Soil Release Finish | Mechanism of Soil Release Finish | Factor Affecting the Soil Release Finish
B.Tech in Textile Chemistry
SSM College of Engineering, Tamilnadu, India
What is Soil Release Finish?
Soil or stain release is a chemical finish that permits relatively easy removal of soils with ordinary laundering. The finish that allow stains to leave the fabric faster and makes fabric cleanable without significant loss of soil release properties. Soil release is the term used to describe the clean ability of the fabric by the laundering process. Stain or soil release is the ability of a fabric to be cleaned easily by laundering. Soil release properties are important for those textiles that can be washed whereas stain resistant properties are important for upholstery, carpets or such other fabrics that cannot be conveniently laundered. Soil release, particularly of oily stains, is usually difficult in textiles made from hydrophobic fibers such as polyester. Soil release properties may be imparted by applying hydrophilic treatments to hydrophobic textiles.
For example, low molecular weight block copolymers of hydrophilic segments like polyoxyethylene can be used to improve soil release properties of polyester fabrics. Conventional soil resistance finishes deteriorate soil release properties of fabrics but dual action fluorocarbons comprising a block copolymer of fluorocarbon component and a hydrophilic polyoxyethylene component have good soil resistance as well as good soil release properties.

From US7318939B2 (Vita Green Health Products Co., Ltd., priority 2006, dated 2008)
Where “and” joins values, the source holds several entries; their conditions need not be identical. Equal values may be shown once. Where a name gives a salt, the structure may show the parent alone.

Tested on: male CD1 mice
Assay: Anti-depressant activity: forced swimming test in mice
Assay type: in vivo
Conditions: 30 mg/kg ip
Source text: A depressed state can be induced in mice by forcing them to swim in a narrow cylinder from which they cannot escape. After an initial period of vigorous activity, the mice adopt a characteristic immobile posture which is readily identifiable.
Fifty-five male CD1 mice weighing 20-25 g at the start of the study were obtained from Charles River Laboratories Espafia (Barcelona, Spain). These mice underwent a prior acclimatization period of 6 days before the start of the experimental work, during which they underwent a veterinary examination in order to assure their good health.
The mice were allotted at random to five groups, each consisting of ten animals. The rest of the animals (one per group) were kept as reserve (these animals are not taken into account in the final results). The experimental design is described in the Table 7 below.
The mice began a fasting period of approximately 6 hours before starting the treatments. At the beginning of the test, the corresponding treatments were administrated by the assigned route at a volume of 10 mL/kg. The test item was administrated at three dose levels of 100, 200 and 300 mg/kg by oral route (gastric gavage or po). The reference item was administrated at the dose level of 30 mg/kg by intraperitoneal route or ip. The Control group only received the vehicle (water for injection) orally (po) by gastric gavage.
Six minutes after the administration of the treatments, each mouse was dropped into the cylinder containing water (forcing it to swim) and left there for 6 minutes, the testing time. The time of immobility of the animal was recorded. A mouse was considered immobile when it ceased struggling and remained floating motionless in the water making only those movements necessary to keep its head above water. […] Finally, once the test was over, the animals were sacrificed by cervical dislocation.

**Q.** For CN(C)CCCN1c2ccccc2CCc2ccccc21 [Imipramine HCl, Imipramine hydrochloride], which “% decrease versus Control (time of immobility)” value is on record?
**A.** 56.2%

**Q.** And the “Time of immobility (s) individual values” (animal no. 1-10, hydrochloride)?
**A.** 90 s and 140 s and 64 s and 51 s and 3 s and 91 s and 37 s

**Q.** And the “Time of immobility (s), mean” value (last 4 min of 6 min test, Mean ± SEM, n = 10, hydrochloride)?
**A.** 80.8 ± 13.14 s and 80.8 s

Soils are unwanted substances and they belong to one of the following four types:
- Water-borne stains,
- Oil-borne stains,
- Dry particulate soils and
- Composite soils involving oil and grease adsorbed on particulate matter
What is Soiling?
Soiling can be defined as smearing large surface of the fabric with dust or dirt or oil or grease or both.
What is Release Finish?
Release finish allows stains to be removed more easily during laundering compare to most common untreated fabrics.
Mechanism of Soiling:
A fabric gets soiled mainly by three types of mechanism.
1. By mechanical adhesion:
- The soil is adhere to the cloth by direct contact with a soiled surface or by rubbing of the garments against the skin or picking up dirt from liquors or from air.
- The fabric construction facilitates such adhesion as the soil gets entrapped in inter fiber and inter yarn spaces or even into the capillary spaces of the fiber where it gets firmly deposited. Also soil which is oily in nature can diffuse into the fiber.
2. By adhesion by electrical forces
- The soil is adhere to the fabric due to attraction of dust particles from air by electrically charged fiber surface.
- This phenomenon occurs mainly with synthetic fibers because of their low moisture regain. Positively charged fabric surface is soiled more than negatively charged surface.
3. By Redeposition of soil during washing
Which occurs particularly with nylon and polyester fabrics, the redeposition on these
- Fibers take place because of their oleophilic nature.
- Another aspect of soiling is the effect of time lag between soiling and washing. When a soiled fabric is allowed to lie unwashed for many days, the soil diffuses inside the fiber and it becomes difficult to remove it.
Factors Influencing Soiling:
1. Moisture regain:
- Moisture regain of the fiber is the most important factor that influences soiling. Natural fibers and regenerated cellulose rayons have high moisture regain and have little tendency to accumulate static electricity. Even if static electricity is generated, it is quickly dissipated to the atmosphere.
- Therefore, the problem of soiling and soil removal is not very acute in the case of fibers having high moisture regain.
- Synthetic fibers have low moisture regain, therefore they accumulate static electricity which attracts dirt and dust from atmosphere.
- Lower the moisture regain, higher is the attraction of soil. When the moisture regain of the fibers drops below 4%, soiling increases rapidly.
- Polyester has the lowest moisture regain (0.4%) among synthetic fibers; therefore it attracts maximum soil. Since these fibers are hydrophobic, they do not swell in water and the removal of soil from the fiber becomes difficult.